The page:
Japan and Mexico boast 400 years of ties


Image from Flickr
Image from Flickr

Japan’s 400 years of interchanges with Mexico date back to a marine accident. In September 1609, a galleon carrying a party led by Rodrigo de Vivero y Aberrucia, governor of Eve Espana (Mexico under Spanish rule), capsized near Onjuku, Chiba Prefecture, on its way back from the Philippine Islands where he was posted. The ship’s 317 crewmembers were rescued by devoted local villagers, according to the Ministry of Foreign Affairs of Japan. Both countries have since been deepening their relationships.




Japan isolated itself from the rest of the world in those days. But Date Masamune, the feudal lord of the Sendai clan (today’s Miyagi Prefecture), had a magnificent dream to enrich his country by developing international trade across the Pacific Ocean. In September 1613, four years after the accident, Masamune dispatched a 30-member Keicho mission led by Hasekura Tsunenaga, on a tour of Mexico, Spain, and Rome. Masamune’s ambition ended inconclusive. However, his move undoubtedly opened up a big chance to promote interchanges between Japan and Mexico.


Image from Flickr
Image from Flickr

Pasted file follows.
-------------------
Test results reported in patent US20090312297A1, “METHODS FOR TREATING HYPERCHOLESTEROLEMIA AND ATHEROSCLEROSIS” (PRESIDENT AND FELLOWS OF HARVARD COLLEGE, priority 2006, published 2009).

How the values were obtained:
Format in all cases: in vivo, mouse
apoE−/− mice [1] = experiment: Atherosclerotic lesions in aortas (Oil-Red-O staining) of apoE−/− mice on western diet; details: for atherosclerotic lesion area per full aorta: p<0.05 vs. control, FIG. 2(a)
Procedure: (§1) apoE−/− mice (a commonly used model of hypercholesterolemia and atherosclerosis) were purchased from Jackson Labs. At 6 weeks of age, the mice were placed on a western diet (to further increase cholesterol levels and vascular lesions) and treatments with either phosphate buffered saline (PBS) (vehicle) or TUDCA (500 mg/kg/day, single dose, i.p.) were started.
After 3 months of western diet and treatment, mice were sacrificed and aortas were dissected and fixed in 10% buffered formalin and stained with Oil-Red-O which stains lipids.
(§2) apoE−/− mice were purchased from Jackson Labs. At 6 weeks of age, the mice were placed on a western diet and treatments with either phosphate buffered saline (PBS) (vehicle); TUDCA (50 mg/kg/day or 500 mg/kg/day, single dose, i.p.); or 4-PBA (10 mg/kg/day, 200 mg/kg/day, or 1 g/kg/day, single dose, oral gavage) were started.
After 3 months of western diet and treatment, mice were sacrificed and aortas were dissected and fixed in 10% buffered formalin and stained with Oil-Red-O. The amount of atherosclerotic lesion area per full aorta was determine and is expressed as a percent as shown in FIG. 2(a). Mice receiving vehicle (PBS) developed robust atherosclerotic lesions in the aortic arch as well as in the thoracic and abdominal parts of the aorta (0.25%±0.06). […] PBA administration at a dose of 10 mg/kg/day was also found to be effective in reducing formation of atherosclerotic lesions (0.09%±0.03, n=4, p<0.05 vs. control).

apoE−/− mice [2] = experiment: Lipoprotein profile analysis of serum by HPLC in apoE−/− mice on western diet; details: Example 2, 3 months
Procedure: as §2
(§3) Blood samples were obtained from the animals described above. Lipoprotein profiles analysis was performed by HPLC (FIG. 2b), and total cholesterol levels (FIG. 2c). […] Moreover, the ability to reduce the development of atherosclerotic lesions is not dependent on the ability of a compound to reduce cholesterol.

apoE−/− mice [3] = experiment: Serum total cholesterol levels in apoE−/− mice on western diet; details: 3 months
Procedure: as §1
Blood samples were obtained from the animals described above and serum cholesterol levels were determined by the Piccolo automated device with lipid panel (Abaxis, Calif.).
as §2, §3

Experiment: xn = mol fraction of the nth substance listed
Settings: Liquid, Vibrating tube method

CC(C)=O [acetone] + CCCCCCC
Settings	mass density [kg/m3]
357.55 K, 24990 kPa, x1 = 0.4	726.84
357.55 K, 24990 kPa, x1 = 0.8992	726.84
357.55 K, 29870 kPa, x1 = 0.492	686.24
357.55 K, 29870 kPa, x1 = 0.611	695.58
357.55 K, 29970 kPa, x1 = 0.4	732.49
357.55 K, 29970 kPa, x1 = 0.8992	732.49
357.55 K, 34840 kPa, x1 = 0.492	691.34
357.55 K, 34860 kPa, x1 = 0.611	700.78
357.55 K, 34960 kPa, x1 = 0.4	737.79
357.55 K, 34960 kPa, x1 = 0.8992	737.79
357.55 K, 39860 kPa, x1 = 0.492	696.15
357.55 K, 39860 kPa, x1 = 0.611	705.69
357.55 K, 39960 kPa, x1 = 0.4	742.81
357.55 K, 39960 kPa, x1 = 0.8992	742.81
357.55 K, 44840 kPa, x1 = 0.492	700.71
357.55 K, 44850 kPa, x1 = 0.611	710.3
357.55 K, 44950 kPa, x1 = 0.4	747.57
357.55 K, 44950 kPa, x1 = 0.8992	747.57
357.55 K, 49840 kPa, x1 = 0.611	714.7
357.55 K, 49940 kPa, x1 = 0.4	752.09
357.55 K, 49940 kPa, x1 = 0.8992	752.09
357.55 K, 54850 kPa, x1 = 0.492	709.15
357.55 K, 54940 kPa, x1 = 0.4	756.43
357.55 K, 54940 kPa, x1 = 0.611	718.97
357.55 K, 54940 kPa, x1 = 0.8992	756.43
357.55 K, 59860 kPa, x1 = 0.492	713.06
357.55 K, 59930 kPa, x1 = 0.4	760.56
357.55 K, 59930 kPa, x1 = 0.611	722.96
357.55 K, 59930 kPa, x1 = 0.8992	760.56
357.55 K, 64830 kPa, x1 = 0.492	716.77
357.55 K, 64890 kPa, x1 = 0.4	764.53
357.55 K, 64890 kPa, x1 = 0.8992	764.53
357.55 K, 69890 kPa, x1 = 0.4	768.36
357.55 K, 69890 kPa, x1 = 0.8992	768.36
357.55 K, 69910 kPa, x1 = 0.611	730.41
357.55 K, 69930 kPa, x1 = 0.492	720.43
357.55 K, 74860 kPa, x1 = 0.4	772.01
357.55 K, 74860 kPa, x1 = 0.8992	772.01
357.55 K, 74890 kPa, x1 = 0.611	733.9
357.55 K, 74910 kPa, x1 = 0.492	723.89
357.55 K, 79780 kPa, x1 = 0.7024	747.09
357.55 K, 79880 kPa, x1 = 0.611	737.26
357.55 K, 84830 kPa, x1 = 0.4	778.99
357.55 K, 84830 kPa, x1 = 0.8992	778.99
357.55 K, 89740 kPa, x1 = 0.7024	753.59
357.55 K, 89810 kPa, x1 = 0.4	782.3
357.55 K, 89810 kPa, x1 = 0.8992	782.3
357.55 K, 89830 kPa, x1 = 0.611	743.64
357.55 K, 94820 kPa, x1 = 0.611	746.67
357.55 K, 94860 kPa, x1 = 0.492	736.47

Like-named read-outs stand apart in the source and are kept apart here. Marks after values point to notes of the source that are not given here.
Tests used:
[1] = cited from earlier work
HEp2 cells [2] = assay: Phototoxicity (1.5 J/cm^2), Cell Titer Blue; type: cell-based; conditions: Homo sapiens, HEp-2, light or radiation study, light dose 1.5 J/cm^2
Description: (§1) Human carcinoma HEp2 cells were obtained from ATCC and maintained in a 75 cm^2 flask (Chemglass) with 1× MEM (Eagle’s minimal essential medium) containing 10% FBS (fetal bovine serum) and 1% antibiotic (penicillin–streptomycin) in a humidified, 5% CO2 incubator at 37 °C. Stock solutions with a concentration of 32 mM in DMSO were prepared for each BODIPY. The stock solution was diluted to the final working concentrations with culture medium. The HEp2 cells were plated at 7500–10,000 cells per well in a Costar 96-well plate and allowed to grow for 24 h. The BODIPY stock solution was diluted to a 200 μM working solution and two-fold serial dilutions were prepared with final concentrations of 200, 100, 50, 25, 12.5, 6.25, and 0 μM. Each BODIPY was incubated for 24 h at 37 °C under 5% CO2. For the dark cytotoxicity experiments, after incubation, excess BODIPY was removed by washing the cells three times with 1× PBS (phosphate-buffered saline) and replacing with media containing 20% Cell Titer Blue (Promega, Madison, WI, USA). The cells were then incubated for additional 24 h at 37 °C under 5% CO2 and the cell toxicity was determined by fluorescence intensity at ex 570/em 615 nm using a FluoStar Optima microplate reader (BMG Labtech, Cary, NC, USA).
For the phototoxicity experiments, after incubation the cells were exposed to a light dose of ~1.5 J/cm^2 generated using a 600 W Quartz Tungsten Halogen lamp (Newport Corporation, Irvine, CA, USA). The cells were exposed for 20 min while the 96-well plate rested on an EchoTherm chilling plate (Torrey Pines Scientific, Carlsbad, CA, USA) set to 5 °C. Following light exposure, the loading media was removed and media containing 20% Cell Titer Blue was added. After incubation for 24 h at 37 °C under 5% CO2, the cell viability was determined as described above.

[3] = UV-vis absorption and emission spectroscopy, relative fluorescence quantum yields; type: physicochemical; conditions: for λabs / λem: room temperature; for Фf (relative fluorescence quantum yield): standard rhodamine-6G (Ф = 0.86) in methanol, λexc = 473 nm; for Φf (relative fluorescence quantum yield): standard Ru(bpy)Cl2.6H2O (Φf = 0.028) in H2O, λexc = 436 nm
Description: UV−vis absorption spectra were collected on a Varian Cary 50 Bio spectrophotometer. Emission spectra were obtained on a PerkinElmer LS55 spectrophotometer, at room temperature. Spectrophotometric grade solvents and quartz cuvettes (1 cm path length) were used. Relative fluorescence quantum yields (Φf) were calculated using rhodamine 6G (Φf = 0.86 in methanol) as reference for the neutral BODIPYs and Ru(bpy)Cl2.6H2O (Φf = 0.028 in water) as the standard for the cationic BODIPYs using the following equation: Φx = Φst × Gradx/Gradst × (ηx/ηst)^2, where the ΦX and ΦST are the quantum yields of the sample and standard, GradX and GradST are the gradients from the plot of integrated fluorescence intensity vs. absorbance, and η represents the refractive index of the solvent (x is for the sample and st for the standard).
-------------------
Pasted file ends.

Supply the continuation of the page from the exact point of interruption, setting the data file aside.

Four centuries later, both countries are making steady progress in their bilateral partnership and cooperation. A joint statement on "Shared Vision and Actions for the Strengthening of the Japan-Mexico Global Strategic Partnership for the 21st Century" singed in April 2013 at the end of a summit between Japanese Prime Minister Shizo Abe and Mexican President Enrique Pena Nieto lauded the Japan Mexico Partnership Program (JMPP) of 2003 which it said “has greatly contributed to the economic growth and development of third countries, particularly in Latin.” It specifically referred to the progress made in the fields of environment, natural disaster, public sanitation, technical education, and agriculture and livestock industrial development in Latin America and Caribbean countries. The two leaders underlined their commitments to continue the bilateral cooperation based on the IMPP.



The “Mexico-Japan Exchange Program for the Strategic Global Partnership” is one of projects aimed to train young personnel who can contribute to reinforcing the strategic partnership between the two countries. It specifically aims to promote mutual understanding and friendship through a regular exchange of young persons. Japan sends company employees to Mexican public organizations, research institutions and companies for internship ranging in periods from a month to six months and students to Mexican universities for periods ranging from two weeks to a year. Under this program, courses on tropical fruit tree cultivation, gene resources, bioenergy, marine sanctuary management were additionally set up in fiscal 2014.



These symbolic projects have been producing a number of talented persons active in various circles. They are instrumental in supporting interchanges not just between Japan and Mexico but between Japan and other Latin American countries. Let us hope that the bond between Japan and Mexican will continue deepening and broadening in the future.

  こうした両国の相互理解、友好促進のためのシンボル的事業により、各界で活躍する多くの人材を輩出し、両国関係のみならず、日本と中南米との交流を支える力となっている。日本とメキシコの絆が今後も深まっていくことを期待したい。Written by : Meiku Takeda